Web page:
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    Steamy_Steve triangle
    I´m no anatomy expert but here are my two cents, your legs extend beyond the eight head measurement you are going for and the body is generally two heads wide but yours goes a bit further and makes the head look smaller. Sorry about the half assed paint over, i´m not much of a 2d artist heh, hope it helps anyway
    [....]
    You've just gained my love and gratitude.

    I eyeballed the height proportions using a measurement technique seen in a tutorial, which involves using ZBrush's mask selection box (which features a mark right in the middle) to determine the half of each distance.
    Thus the distance between the top of the head and bottom of the feet would appear at the crotch line.....which is why I'm a bit baffled, now, looking at your subdivision showing otherwise.

    And thank you for the 2-heads-wide tip.
    Any specific place where I could go harvest this kind of notions?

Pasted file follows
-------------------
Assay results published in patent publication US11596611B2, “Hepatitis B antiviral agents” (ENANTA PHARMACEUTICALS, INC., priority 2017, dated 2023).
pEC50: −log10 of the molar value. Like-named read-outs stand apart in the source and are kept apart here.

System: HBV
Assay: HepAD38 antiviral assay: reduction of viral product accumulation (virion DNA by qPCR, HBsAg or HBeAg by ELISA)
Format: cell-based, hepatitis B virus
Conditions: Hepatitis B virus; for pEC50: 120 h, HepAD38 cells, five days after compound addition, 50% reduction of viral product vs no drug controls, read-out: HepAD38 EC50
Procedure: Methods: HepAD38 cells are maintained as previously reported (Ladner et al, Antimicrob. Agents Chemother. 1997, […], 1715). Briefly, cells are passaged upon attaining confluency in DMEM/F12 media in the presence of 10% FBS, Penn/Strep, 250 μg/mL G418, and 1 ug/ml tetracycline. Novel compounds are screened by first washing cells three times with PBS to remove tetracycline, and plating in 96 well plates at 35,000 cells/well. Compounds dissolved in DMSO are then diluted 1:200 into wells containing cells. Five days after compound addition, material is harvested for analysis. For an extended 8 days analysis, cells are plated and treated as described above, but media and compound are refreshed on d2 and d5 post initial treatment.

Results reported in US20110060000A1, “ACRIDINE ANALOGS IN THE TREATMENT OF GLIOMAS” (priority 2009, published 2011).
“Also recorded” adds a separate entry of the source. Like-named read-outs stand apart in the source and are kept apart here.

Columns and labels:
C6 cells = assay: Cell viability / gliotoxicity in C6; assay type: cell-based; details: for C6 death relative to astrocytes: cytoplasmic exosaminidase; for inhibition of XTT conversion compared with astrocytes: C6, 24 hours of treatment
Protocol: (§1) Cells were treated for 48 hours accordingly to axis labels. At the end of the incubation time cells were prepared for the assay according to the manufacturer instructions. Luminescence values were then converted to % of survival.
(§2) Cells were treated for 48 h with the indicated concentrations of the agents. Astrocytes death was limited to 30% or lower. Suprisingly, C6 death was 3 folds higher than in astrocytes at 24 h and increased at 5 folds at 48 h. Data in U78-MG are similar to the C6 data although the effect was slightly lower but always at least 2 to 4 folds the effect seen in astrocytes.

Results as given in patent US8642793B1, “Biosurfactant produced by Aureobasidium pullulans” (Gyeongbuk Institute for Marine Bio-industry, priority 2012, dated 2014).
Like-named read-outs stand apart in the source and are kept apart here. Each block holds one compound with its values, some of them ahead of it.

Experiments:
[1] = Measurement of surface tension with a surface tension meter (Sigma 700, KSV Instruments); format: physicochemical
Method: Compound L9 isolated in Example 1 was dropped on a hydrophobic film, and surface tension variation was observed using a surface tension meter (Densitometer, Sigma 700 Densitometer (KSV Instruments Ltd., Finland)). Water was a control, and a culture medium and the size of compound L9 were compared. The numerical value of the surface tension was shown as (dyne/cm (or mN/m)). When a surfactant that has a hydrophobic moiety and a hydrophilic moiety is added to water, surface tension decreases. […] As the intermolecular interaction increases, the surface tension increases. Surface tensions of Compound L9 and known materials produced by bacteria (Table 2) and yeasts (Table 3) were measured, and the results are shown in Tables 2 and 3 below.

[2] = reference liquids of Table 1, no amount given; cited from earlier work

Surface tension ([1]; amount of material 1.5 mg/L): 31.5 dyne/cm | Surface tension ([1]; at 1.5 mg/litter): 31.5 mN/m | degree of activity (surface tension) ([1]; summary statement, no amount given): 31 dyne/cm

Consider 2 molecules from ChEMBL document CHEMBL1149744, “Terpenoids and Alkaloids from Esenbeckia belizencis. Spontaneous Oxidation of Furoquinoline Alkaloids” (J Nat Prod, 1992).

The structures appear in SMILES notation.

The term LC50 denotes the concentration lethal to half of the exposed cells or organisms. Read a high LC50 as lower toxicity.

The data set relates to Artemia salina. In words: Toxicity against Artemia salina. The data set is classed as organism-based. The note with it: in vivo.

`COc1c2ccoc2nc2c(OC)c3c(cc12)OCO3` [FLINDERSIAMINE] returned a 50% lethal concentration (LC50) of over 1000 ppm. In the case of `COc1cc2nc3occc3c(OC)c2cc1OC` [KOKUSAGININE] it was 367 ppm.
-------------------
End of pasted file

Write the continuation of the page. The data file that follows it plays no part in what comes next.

Like a, I dont know....a quick course on the human figure? ^^'
  • JohannesAg
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    JohannesAg polycounter lvl 3
    Well i mostly look at figure drawing resources, even though i´m not great at drawing I find they still help. Proko.com  is great for example, and even if you don´t want to do the drawing exercises the info is still solid. Anatomy for sculptors is also really nice. If you google something like "human body relative proportions" you should find plenty of measurements to go by, i´ve got this one printed out and up on my wall by my desk for example https://i.pinimg.com/originals/1c/27/ef/1c27efea83185a4860269840ff18f9b6.jpg   for measuring you might want to just copy your head and stack it eight times to check your proportions. I like to make a box the same size as my head and stack that in  different colors behind my model to use as reference.
  • Steamy_Steve
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    Steamy_Steve triangle